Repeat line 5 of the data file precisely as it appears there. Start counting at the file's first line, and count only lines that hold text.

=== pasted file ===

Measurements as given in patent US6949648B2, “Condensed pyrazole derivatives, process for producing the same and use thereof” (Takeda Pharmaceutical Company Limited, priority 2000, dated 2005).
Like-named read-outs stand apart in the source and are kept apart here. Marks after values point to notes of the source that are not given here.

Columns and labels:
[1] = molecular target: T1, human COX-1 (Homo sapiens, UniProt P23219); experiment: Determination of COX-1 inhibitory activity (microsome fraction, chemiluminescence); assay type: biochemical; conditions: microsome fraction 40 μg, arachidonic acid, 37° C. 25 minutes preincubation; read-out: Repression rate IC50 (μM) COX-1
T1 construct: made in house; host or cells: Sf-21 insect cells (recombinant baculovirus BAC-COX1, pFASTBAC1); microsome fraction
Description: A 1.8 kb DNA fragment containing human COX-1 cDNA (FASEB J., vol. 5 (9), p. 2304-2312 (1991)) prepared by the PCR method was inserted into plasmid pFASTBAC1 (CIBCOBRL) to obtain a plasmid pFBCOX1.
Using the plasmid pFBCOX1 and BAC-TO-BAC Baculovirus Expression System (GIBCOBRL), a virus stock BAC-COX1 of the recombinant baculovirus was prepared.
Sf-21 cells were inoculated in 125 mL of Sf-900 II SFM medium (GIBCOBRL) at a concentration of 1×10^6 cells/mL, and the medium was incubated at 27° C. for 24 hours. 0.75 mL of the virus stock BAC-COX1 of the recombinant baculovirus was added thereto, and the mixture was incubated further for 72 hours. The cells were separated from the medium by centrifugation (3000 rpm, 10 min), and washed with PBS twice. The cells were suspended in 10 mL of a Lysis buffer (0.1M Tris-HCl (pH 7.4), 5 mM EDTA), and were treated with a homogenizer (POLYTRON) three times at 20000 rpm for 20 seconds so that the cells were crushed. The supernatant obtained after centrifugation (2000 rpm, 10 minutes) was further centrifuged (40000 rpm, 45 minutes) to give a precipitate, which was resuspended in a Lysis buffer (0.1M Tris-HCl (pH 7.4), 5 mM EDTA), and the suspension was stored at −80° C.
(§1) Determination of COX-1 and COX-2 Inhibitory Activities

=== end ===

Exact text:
T1 construct: made in house; host or cells: Sf-21 insect cells (recombinant baculovirus BAC-COX1, pFASTBAC1); microsome fraction